A widespread perception of digital printing seems to be one of high street convenience, where the emphasis is regularly placed upon affordability and functionality over and above an appreciation of production values or visual aesthetics. This attitude is of course understandable, given that the success of the digital print industry so far has been based upon its ability to provide practical print solutions for its domestic market in tandem with a commercially acceptable proofing systems for the professional sector. To continue to associate digital printing with only these qualities however is to miss out on the opportunities it is able to offer and more importantly under play its influence on the future of printed matter.
Following their treatise, it seems to me proper that in the digital age, printing is something to very much consider, especially for the average person, but for me as a printmaker as well. What I find interesting is related to something I heard a printmaker say the other day. She was proudly talking about some blind embossments she had done, but when queried about a different work, there was a total change in tone when she described her work as..."oh, that's a digital print." The tone of voice that separated and lowered the level of the digital versus the handmade was palpable, and something I'm not sure about. And this is what Control Print delves into, our obsession with the tactile, the hand made, and all things object.

In a digital age, information is infinite. I would say that the number one way of experiencing visual art of all types today is on a computer screen whether it's 2D or 3D. We all feel the need to place our images in the cloud, and thus our art exists in a very functional form accessible to all with a web connection. Pretty useful if you ask me. But what is the difference that I know I feel, that printmakers feel, and that artists take defense against time and time again? It's there maybe because we are physical entities, and we interact with a physical world and access the virtual one through a physical terminal. The web functions more like a brain, and is immaterial.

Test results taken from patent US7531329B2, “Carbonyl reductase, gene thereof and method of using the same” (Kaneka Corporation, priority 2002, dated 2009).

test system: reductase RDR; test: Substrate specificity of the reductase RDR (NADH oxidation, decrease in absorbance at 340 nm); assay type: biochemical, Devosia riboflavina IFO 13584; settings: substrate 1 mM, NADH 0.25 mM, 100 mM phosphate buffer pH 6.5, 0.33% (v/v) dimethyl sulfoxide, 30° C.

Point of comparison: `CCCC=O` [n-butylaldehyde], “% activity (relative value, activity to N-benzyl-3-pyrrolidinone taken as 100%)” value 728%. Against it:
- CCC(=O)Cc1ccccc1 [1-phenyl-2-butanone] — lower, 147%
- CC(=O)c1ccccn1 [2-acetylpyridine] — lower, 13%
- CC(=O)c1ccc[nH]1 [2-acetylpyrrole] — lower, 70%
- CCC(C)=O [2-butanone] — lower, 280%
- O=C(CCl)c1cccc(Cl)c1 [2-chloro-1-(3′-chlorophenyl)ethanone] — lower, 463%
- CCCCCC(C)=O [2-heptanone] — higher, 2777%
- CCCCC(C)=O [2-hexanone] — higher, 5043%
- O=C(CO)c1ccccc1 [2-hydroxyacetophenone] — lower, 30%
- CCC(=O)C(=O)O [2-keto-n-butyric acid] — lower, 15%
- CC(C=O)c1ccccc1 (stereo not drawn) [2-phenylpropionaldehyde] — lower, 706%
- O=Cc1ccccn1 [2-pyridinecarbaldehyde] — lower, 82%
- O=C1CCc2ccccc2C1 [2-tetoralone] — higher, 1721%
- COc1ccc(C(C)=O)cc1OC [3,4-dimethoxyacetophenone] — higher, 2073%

Download and read Control Print if you're interested in thinking about this more.

Thursday, March 18, 2010

Dead Animal Hats

James Faulkner is getting press lately, though I think it may be for simply the shock value in the back story of how he got into hat making. His first hat was made from roadkill, literally a bird he found on the side of the road. He was broke, had to make a hat, and so used materials at hand. I can't attest for the quality of the hats, and he said himself that he is using more accessible materials; things with less gross out factors. Still, I thought about it as I drove through rural Iowa, where there are dead animals littering the road sides all along my drive. I had thought about what I might do as a reaction to seeing these poor animals on the side of the road, and a few days later heard about these hats. What a fitting response I thought.

Madoff Beaten in Prison

I read about this in the latest issue of the Wall Street Journal. I have to say a laugh slipped my lips before reading past the headline. The article details how a body builder, with a black belt in Judo, roughed up Madoff over a money dispute. Of course, nothing can be proven as is the code of conduct in prison life, but it seems probable that the fight happened. Can you imagine Madoff getting in a prison brawl? What an image that brings up. There are other stories worth noting including a former inmate getting investment advice from Madoff, and reports of the company he keeps including a pharmaceutical drug dealer and a crime family boss. I suppose it makes sense that such a prestigious criminal such as Madoff would want to hang out with men with similar devious ambitions. He continues to serve his 150 year sentence, and will probably live out his life admired by fellow inmates, at least in the near future, for the massive scale of his scheme that robbed investors all around the world for upwards of 20 million.